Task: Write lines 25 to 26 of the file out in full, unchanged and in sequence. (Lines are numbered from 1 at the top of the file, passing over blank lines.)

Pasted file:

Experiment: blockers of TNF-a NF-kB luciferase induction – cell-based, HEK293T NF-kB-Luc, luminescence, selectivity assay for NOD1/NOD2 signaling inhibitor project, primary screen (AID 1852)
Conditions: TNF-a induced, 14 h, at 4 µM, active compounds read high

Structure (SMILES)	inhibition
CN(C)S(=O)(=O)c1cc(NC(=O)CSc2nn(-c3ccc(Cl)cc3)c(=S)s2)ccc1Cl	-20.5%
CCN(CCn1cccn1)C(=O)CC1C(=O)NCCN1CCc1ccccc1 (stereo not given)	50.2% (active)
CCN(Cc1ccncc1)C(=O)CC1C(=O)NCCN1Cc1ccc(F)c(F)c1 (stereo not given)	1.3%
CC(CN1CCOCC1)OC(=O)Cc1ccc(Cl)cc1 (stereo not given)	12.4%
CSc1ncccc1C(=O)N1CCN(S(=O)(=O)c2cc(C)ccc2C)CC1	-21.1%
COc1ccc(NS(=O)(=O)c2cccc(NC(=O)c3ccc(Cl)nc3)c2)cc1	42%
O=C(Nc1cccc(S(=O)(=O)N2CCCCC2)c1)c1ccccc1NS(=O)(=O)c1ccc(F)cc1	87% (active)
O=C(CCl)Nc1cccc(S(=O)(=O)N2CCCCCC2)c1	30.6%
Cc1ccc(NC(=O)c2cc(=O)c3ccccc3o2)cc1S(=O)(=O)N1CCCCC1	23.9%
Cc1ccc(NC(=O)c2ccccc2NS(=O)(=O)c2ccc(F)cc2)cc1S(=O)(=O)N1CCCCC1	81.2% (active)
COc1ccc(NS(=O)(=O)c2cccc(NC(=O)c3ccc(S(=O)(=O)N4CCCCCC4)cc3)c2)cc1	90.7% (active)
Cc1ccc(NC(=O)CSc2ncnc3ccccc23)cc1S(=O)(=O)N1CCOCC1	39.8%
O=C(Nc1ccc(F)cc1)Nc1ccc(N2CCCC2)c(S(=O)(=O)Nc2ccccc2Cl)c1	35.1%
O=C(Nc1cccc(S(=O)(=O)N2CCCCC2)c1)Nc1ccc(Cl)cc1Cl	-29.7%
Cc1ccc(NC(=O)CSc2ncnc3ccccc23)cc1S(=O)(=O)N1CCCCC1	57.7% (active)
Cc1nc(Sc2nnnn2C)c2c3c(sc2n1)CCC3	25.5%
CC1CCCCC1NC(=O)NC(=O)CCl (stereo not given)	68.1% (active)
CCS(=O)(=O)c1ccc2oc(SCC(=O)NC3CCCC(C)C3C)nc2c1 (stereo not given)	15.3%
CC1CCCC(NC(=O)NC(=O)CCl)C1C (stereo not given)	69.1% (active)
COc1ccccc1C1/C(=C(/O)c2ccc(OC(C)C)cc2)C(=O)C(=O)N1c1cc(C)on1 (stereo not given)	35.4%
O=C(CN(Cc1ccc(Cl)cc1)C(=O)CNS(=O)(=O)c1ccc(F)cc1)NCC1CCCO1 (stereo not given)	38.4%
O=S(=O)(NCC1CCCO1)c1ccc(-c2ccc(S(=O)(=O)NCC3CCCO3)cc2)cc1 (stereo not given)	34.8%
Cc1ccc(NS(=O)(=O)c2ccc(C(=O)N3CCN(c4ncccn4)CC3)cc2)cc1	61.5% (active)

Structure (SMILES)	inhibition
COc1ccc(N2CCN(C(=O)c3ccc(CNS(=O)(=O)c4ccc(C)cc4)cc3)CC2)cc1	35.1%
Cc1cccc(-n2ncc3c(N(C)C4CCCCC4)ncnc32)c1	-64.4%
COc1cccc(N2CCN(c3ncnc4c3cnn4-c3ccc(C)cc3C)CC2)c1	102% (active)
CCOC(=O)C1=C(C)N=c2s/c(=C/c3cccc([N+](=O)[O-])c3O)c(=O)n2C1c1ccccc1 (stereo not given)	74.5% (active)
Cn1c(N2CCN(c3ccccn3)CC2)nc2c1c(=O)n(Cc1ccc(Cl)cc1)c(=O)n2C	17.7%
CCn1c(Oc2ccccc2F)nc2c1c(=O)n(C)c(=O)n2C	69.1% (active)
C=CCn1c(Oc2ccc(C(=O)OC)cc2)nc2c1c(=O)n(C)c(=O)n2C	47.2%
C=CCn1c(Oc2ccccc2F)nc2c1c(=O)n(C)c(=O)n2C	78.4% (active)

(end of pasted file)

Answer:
O=S(=O)(NCC1CCCO1)c1ccc(-c2ccc(S(=O)(=O)NCC3CCCO3)cc2)cc1 (stereo not given)	34.8%
Cc1ccc(NS(=O)(=O)c2ccc(C(=O)N3CCN(c4ncccn4)CC3)cc2)cc1	61.5% (active)